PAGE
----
Criminal Defense of Immigrants


§ 23.10 B. Nature of Offense

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As with other conviction-based grounds of removal, the categorical analysis[51] must be applied to determine whether a conviction should be considered a firearms offense.


In Matter of Perez-Contreras,[52] for example, the BIA found that conviction under a Washington statute for “assault in the third degree” was not a basis for deportation under the firearms ground.  The offense punishes any person who “with criminal negligence, causes bodily harm accompanied by substantial [long lasting] pain . . . .”[53]  The BIA found that, regardless of the underlying facts, the respondent had not been convicted of an offense that necessarily involved a firearm, because use of a firearm was not an element of the statutory offense of conviction.[54] 


Where the statutory elements of the offense do not require a weapon at all, then a conviction cannot be a deportable firearm offense even if the record of conviction shows that the defendant actually used a firearm in violation of law.[55]  If a statute punishes use of a weapon, including a firearm, as well as other weapons, then it is divisible, and a noncitizen convicted under the statute should not be found deportable under the firearms ground unless the record of conviction establishes that s/he specifically pleaded guilty to use of a firearm.[56]

Several courts, however, have deviated from the normal test for determining whether a conviction falls within a ground of deportation and held that where the record of conviction establishes that a firearm was factually involved in the offense, the conviction constituted a firearms offense.[57]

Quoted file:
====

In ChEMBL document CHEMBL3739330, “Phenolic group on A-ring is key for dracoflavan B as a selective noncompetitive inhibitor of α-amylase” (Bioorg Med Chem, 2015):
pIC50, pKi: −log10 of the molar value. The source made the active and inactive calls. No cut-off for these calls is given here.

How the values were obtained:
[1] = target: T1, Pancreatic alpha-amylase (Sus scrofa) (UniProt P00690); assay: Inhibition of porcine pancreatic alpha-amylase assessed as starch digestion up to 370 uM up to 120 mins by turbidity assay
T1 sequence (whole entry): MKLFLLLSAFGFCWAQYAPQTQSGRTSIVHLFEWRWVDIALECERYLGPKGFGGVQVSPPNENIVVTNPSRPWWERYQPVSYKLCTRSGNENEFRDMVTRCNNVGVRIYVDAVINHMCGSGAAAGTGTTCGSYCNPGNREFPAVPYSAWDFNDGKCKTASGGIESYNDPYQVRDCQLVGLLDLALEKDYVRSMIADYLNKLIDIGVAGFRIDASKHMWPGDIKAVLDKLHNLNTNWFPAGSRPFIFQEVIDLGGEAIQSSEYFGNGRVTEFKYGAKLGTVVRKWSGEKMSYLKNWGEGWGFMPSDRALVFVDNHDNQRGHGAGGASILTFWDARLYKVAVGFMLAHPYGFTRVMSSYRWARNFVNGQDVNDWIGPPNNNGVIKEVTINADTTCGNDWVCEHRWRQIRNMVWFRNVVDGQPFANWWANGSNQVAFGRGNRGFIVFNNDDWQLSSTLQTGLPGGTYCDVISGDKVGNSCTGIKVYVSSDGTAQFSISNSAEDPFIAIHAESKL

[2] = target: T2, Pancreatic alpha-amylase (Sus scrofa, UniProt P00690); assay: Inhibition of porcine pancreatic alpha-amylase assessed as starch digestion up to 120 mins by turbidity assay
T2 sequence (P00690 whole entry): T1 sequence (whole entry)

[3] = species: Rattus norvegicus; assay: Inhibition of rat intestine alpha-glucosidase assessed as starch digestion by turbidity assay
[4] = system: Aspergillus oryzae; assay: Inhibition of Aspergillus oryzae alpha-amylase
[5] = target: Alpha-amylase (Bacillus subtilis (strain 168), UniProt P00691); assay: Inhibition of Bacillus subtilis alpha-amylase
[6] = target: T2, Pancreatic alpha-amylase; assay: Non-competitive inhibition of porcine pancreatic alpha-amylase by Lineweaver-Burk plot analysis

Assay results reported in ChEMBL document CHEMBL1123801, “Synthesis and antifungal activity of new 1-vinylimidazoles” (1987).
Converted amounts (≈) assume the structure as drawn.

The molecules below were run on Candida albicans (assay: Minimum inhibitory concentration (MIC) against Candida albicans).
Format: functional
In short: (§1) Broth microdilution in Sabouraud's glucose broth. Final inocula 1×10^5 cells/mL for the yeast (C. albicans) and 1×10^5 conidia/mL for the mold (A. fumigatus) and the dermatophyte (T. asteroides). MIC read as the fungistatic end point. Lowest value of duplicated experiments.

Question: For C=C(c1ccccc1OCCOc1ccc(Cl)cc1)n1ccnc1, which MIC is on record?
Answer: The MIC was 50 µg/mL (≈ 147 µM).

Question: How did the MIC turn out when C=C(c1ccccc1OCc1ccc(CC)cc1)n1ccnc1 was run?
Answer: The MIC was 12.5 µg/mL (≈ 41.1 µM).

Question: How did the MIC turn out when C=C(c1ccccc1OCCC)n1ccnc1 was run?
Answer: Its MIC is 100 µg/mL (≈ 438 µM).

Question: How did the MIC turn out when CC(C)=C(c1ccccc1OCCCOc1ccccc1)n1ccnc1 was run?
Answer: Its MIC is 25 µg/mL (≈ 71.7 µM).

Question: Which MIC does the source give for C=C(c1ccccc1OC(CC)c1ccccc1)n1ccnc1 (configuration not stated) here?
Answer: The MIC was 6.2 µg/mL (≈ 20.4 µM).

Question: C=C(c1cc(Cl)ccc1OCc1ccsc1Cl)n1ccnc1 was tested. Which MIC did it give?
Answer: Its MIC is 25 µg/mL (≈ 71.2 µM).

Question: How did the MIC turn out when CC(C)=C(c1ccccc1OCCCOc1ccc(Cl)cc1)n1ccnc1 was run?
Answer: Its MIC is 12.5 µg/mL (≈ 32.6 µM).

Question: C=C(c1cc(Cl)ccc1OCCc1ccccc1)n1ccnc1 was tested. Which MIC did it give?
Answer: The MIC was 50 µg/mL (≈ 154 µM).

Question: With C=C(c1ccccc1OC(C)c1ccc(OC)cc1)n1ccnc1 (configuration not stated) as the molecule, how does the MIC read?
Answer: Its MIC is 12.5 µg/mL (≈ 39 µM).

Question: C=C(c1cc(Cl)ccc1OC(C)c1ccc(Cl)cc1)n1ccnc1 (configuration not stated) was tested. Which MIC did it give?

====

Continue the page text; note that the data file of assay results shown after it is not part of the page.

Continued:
[51] See Chapter 16, infra.

[52] Matter of Perez‑Contreras, 20 I. & N. Dec. 615 (BIA 1992).

[53]  See Revised Code of Washington § 9A.36.031(1)(f).

[54] See also Matter of Madrigal, 21 I. & N. Dec. 323 (BIA Apr. 23, 1996).

[55] Matter of Perez‑Contreras, 20 I. & N. Dec. 615 (BIA 1992).

[56] See, e.g., United States v. Martinez-Hernandez, 422 F.3d 1084 (10th Cir. Sept. 2, 2005) (California conviction for possession of a weapon, in violation of Penal Code § 12020(a)(1) cannot be considered a “firearms offense” where the record of conviction did not specify the weapon, even though the police report indicated that the weapon involved was a sawed-off shotgun); Matter of Pichardo, 21 I. & N. Dec. 330 (BIA 1996); Matter of Madrigal, 21 I. & N. Dec. 323 (BIA 1996) (defendant admitted use of a firearm at plea).  See also United States v. Medina-Anicacio, 325 F.3d 638 (5th Cir. Mar. 24, 2003) (California conviction of possession of dangerous weapon, a dagger, in violation of Penal Code § 12020(a), does not constitute an aggravated felony under INA § 101(a)(43)(F), 8 U.S.C. 1101(a)(43)(F), since it is not a crime of violence under 18 U.S.C. 16(a) or (b) because there is no substantial risk offender might use violence in commission of the possession offense).

[57] See, e.g., Kuhali v. Reno, 266 F.3d 93, 101-107 (2d Cir. 2001) (conspiracy to export firearms and ammunition with a license, in violation of 22 U.S.C. § 2778, constitutes a firearms offense since unlicensed export implies constructive possession of a firearm); Emile v. INS, 244 F.3d 183 (1st Cir. 2001) (looking to police report); Vue v. INS, 92 F.3d 696 (8th Cir. 1996) (conviction of aggravated robbery with a weapon was sufficient to constitute a firearms offense where the record of conviction established the weapon was a firearm.).